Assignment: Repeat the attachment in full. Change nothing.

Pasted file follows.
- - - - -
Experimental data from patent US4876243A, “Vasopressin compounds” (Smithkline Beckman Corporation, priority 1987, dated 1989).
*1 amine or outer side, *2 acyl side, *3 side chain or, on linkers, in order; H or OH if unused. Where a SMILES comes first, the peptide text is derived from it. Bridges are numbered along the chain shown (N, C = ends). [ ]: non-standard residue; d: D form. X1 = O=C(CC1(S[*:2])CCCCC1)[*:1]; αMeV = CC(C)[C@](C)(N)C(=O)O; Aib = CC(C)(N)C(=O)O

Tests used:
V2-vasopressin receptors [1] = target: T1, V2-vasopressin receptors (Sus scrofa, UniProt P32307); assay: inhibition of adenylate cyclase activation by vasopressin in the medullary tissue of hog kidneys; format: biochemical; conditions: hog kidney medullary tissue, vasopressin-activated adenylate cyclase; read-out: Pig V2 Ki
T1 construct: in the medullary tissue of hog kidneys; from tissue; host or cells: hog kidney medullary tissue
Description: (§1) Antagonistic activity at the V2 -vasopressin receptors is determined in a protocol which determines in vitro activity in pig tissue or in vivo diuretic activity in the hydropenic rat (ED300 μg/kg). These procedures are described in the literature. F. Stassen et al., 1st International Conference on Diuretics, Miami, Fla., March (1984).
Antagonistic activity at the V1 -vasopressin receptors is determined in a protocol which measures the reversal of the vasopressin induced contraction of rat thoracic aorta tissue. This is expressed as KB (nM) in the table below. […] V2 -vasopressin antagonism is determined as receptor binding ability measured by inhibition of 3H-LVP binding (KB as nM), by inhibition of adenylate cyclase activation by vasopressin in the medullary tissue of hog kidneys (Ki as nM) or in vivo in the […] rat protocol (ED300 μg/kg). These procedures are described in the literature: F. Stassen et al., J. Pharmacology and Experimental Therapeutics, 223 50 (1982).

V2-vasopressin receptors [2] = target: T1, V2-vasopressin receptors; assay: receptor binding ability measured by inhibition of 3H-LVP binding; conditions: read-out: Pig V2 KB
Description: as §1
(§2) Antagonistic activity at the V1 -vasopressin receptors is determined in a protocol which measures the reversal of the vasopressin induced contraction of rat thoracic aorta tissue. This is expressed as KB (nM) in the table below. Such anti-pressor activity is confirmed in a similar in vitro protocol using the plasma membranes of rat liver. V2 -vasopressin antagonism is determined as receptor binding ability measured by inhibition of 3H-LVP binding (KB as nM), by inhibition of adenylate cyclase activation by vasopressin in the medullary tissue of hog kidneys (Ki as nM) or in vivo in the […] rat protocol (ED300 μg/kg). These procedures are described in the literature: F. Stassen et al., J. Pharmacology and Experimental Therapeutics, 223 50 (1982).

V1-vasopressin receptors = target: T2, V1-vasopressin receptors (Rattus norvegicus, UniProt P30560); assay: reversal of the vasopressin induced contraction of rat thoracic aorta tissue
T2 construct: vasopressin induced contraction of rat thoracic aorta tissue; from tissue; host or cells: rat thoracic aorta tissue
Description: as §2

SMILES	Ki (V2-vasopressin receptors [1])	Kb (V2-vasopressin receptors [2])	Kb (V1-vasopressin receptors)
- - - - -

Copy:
Experimental data from patent US4876243A, “Vasopressin compounds” (Smithkline Beckman Corporation, priority 1987, dated 1989).
*1 amine or outer side, *2 acyl side, *3 side chain or, on linkers, in order; H or OH if unused. Where a SMILES comes first, the peptide text is derived from it. Bridges are numbered along the chain shown (N, C = ends). [ ]: non-standard residue; d: D form. X1 = O=C(CC1(S[*:2])CCCCC1)[*:1]; αMeV = CC(C)[C@](C)(N)C(=O)O; Aib = CC(C)(N)C(=O)O

Tests used:
V2-vasopressin receptors [1] = target: T1, V2-vasopressin receptors (Sus scrofa, UniProt P32307); assay: inhibition of adenylate cyclase activation by vasopressin in the medullary tissue of hog kidneys; format: biochemical; conditions: hog kidney medullary tissue, vasopressin-activated adenylate cyclase; read-out: Pig V2 Ki
T1 construct: in the medullary tissue of hog kidneys; from tissue; host or cells: hog kidney medullary tissue
Description: (§1) Antagonistic activity at the V2 -vasopressin receptors is determined in a protocol which determines in vitro activity in pig tissue or in vivo diuretic activity in the hydropenic rat (ED300 μg/kg). These procedures are described in the literature. F. Stassen et al., 1st International Conference on Diuretics, Miami, Fla., March (1984).
Antagonistic activity at the V1 -vasopressin receptors is determined in a protocol which measures the reversal of the vasopressin induced contraction of rat thoracic aorta tissue. This is expressed as KB (nM) in the table below. […] V2 -vasopressin antagonism is determined as receptor binding ability measured by inhibition of 3H-LVP binding (KB as nM), by inhibition of adenylate cyclase activation by vasopressin in the medullary tissue of hog kidneys (Ki as nM) or in vivo in the […] rat protocol (ED300 μg/kg). These procedures are described in the literature: F. Stassen et al., J. Pharmacology and Experimental Therapeutics, 223 50 (1982).

V2-vasopressin receptors [2] = target: T1, V2-vasopressin receptors; assay: receptor binding ability measured by inhibition of 3H-LVP binding; conditions: read-out: Pig V2 KB
Description: as §1
(§2) Antagonistic activity at the V1 -vasopressin receptors is determined in a protocol which measures the reversal of the vasopressin induced contraction of rat thoracic aorta tissue. This is expressed as KB (nM) in the table below. Such anti-pressor activity is confirmed in a similar in vitro protocol using the plasma membranes of rat liver. V2 -vasopressin antagonism is determined as receptor binding ability measured by inhibition of 3H-LVP binding (KB as nM), by inhibition of adenylate cyclase activation by vasopressin in the medullary tissue of hog kidneys (Ki as nM) or in vivo in the […] rat protocol (ED300 μg/kg). These procedures are described in the literature: F. Stassen et al., J. Pharmacology and Experimental Therapeutics, 223 50 (1982).

V1-vasopressin receptors = target: T2, V1-vasopressin receptors (Rattus norvegicus, UniProt P30560); assay: reversal of the vasopressin induced contraction of rat thoracic aorta tissue
T2 construct: vasopressin induced contraction of rat thoracic aorta tissue; from tissue; host or cells: rat thoracic aorta tissue
Description: as §2

SMILES	Ki (V2-vasopressin receptors [1])	Kb (V2-vasopressin receptors [2])	Kb (V1-vasopressin receptors)